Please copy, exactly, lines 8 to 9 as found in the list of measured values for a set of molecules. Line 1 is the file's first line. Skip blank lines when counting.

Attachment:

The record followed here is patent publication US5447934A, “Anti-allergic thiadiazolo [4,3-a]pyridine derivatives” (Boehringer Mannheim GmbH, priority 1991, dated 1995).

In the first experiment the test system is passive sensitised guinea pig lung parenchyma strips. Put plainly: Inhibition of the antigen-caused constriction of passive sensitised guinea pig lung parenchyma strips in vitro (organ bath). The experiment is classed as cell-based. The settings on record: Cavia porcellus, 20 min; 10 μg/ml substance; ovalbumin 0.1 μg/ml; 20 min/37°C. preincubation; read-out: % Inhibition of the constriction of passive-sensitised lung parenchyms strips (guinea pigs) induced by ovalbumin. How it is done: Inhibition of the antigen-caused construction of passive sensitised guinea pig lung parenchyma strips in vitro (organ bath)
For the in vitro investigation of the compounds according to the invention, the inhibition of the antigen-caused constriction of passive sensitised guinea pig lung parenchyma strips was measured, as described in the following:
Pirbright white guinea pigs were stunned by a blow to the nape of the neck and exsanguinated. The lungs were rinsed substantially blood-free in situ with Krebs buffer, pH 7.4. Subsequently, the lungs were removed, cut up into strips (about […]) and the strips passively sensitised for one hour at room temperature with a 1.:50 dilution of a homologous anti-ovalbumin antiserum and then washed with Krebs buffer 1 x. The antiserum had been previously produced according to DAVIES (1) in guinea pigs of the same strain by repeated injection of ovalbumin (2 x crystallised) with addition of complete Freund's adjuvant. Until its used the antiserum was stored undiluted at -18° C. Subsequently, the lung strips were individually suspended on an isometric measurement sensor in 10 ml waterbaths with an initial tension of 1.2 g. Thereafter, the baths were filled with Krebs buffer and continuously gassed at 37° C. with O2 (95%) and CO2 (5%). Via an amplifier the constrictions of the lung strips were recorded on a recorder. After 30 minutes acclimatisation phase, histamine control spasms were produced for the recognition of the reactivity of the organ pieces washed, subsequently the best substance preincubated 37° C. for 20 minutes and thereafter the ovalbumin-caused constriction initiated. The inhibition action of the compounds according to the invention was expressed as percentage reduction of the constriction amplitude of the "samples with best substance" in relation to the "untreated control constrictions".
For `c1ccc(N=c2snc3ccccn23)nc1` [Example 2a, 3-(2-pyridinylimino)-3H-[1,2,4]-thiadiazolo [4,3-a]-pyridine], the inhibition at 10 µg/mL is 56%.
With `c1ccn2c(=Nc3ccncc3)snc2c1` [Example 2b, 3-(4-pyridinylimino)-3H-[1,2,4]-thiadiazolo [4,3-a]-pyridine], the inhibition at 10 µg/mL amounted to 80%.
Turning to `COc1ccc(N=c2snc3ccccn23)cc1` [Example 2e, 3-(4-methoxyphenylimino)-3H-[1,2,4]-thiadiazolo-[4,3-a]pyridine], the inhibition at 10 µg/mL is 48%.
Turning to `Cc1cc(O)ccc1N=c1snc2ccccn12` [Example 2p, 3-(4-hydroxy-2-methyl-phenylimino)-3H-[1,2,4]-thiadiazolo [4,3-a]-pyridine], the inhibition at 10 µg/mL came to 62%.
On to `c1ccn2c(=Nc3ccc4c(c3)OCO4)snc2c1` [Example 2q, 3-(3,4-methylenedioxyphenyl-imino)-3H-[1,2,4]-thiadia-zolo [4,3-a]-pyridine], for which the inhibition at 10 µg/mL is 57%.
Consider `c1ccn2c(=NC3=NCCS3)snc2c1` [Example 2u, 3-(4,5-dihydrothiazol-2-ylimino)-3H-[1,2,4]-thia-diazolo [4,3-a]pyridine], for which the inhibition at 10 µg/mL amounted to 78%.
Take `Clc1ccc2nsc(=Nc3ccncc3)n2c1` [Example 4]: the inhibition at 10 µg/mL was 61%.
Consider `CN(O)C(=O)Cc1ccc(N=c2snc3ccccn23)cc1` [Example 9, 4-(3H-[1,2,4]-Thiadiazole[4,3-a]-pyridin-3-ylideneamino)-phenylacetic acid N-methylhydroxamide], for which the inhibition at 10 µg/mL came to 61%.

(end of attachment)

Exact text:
Turning to `Cc1cc(O)ccc1N=c1snc2ccccn12` [Example 2p, 3-(4-hydroxy-2-methyl-phenylimino)-3H-[1,2,4]-thiadiazolo [4,3-a]-pyridine], the inhibition at 10 µg/mL came to 62%.
On to `c1ccn2c(=Nc3ccc4c(c3)OCO4)snc2c1` [Example 2q, 3-(3,4-methylenedioxyphenyl-imino)-3H-[1,2,4]-thiadia-zolo [4,3-a]-pyridine], for which the inhibition at 10 µg/mL is 57%.